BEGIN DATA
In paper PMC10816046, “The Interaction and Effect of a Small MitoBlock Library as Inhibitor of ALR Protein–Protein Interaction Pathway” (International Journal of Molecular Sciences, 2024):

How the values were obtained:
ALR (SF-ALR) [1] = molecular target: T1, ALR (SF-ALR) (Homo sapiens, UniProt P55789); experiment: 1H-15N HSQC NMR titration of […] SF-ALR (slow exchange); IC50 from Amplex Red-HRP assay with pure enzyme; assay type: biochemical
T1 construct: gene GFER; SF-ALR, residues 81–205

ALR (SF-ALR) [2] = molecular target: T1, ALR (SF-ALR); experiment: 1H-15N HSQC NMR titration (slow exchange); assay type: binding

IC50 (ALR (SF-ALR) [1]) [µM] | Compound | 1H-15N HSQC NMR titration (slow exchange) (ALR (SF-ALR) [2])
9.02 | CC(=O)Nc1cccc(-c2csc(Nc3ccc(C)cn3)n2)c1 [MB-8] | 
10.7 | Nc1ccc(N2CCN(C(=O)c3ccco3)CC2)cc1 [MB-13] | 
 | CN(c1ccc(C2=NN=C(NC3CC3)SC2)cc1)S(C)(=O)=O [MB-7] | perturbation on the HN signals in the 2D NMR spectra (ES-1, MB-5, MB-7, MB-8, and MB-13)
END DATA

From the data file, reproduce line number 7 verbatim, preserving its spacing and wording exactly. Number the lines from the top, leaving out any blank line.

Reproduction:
9.02 | CC(=O)Nc1cccc(-c2csc(Nc3ccc(C)cn3)n2)c1 [MB-8] | 